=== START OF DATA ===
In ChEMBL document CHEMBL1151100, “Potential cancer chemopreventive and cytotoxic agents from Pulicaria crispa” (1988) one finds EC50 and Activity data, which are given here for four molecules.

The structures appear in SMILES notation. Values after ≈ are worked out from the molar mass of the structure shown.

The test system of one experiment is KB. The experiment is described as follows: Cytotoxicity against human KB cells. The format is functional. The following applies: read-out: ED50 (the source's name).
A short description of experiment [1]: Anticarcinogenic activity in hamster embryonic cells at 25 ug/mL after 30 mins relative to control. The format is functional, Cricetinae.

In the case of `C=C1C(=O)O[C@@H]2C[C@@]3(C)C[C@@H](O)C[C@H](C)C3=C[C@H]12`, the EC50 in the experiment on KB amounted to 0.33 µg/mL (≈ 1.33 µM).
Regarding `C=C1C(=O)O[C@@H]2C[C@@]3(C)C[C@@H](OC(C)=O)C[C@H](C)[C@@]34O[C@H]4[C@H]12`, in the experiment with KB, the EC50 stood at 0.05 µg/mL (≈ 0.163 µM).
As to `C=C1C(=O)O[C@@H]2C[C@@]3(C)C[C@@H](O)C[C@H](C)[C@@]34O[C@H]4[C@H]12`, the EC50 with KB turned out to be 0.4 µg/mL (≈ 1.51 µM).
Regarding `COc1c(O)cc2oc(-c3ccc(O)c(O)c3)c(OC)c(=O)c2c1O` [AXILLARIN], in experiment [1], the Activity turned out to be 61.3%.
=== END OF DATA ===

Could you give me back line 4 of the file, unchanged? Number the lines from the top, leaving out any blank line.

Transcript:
A short description of experiment [1]: Anticarcinogenic activity in hamster embryonic cells at 25 ug/mL after 30 mins relative to control. The format is functional, Cricetinae.